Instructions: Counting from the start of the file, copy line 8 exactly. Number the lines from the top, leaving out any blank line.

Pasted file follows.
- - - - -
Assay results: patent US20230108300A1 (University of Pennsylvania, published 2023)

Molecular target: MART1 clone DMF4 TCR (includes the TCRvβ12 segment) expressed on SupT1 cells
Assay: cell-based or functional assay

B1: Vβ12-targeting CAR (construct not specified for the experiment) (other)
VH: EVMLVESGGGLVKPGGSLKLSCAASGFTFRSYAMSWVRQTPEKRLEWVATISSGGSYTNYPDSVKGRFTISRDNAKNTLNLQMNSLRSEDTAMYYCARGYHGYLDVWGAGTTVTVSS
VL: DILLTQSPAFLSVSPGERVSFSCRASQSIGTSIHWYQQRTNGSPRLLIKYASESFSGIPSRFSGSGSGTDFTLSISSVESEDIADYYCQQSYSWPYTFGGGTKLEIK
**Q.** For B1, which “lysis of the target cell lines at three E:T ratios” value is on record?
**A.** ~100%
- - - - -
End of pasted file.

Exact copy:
**A.** ~100%